Estimates of In-Canopy Ammonia Sources and Sinks Using Measured Profiles and Turbulence Closure Models

Jesse O. Bash
U.S. EPA National Exposure Research Laboratory,
Research Triangle Park, NC USA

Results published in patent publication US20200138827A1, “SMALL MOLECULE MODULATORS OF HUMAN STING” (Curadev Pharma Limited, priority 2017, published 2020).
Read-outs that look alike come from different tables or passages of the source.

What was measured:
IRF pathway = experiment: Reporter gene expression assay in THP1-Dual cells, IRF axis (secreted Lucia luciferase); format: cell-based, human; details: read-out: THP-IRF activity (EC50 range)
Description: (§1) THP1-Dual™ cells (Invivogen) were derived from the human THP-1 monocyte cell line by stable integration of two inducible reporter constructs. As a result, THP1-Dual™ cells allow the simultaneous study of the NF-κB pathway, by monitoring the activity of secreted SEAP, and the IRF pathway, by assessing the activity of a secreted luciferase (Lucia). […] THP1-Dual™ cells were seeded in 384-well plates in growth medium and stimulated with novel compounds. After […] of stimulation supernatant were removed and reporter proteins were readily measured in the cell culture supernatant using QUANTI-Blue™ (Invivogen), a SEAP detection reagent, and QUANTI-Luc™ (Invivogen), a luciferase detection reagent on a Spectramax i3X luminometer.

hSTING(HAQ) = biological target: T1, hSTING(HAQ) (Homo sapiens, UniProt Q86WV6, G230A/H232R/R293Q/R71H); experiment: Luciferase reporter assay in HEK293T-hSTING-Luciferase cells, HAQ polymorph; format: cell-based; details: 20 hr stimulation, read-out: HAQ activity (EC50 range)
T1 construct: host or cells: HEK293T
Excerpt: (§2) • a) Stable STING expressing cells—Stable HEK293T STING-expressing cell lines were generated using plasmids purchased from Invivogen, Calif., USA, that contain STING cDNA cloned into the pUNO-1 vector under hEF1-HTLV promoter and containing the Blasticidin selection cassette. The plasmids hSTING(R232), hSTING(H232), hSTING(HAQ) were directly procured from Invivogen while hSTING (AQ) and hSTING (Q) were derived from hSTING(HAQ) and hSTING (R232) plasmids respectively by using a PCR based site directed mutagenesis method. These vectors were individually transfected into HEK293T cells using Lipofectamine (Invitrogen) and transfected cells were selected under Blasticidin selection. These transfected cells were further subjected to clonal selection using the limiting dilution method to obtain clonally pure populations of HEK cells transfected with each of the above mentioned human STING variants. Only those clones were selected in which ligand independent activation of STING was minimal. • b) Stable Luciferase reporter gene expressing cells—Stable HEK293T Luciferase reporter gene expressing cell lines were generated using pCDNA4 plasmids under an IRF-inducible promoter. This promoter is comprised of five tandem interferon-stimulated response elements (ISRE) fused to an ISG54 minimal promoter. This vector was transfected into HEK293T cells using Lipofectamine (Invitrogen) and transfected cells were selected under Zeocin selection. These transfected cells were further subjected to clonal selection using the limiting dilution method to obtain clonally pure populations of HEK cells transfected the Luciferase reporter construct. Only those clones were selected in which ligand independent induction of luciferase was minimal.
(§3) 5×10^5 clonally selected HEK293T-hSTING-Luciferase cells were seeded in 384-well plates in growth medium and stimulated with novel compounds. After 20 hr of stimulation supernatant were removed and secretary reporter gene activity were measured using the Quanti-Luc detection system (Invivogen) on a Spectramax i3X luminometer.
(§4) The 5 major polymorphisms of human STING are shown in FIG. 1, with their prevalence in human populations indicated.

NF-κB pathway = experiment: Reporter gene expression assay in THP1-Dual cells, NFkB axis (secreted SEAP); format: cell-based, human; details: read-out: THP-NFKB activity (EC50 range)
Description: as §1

Estimates of in-canopy sources and sinks of ammonia in a fertilized corn, Zea Mays, field were inferred using measured in-canopy concentration profiles and analytical half order and K-e turbulence closure models. Ammonia concentrations were measured at four heights in the canopy and one height above the canopy using manually collected denuders in addition to three collocated above canopy continuous Ammonia Measurement by ANnular Denuder with online Analysis (AMANDA) concentration. Vertical profiles of wind speed, heat, and momentum fluxes were made from inside the canopy to a height of 10 meters using 3-D sonic anemometers. Ancillary vertical profiles of temperature were measured using copper/constantan thermocouples for model evaluation. K-e modeled ammonia and sensible heat fluxes agreed well with above canopy micrometeorological fluxes. The soil was found to be a consistent emission source, while the vegetation canopy was typically a net ammonia sink with the lower portion of the canopy being a constant sink. The upper portion of the canopy was dynamic, exhibiting periods of local deposition and evasion. The use of Eulerian based in-canopy models allowed for a physically descriptive partitioning of atmospheric-soil and atmospheric-vegetation exchange of measured scalars.